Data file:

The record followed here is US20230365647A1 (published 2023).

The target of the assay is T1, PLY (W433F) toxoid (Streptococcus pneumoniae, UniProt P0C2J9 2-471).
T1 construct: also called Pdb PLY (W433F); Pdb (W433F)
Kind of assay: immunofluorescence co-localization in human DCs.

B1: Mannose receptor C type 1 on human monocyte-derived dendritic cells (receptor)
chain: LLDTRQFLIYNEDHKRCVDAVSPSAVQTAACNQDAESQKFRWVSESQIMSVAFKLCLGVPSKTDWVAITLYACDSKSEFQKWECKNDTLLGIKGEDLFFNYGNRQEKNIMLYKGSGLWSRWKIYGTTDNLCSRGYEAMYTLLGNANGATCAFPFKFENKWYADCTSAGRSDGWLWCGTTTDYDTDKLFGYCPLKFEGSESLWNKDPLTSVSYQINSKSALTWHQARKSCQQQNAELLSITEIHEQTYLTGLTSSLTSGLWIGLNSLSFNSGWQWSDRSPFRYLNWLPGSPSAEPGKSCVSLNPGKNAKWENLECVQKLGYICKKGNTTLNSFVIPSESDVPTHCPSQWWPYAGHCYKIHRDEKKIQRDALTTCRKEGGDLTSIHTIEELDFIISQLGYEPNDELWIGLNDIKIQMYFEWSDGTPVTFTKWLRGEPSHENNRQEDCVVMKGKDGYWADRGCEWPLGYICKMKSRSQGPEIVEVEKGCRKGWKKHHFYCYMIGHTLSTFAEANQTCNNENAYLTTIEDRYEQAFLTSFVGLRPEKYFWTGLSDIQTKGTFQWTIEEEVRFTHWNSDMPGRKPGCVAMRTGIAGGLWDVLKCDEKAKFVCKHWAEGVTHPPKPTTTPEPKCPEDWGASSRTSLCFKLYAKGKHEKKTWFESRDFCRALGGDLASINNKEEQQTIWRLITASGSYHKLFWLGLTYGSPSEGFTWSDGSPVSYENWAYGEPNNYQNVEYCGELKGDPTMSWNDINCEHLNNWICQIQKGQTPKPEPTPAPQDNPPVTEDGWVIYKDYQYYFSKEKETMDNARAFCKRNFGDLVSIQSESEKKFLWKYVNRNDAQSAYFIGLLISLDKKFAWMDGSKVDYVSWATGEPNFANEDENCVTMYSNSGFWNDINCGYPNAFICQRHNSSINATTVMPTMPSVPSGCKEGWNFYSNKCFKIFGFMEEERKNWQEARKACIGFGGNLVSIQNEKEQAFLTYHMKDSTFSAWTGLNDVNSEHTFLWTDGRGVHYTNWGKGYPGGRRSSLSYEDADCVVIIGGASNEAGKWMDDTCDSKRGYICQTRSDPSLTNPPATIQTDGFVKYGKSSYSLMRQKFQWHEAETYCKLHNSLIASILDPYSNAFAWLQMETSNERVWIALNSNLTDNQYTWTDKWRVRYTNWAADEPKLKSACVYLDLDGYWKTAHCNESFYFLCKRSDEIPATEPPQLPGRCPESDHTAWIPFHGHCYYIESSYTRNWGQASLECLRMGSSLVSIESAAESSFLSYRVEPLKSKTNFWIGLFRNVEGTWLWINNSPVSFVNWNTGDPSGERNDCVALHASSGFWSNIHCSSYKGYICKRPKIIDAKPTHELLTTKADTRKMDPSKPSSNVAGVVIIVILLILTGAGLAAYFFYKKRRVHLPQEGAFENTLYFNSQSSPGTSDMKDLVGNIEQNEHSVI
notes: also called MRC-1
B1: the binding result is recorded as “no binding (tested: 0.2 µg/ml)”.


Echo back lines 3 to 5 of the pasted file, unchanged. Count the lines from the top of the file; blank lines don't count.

T1 construct: also called Pdb PLY (W433F); Pdb (W433F)
Kind of assay: immunofluorescence co-localization in human DCs.

B1: Mannose receptor C type 1 on human monocyte-derived dendritic cells (receptor)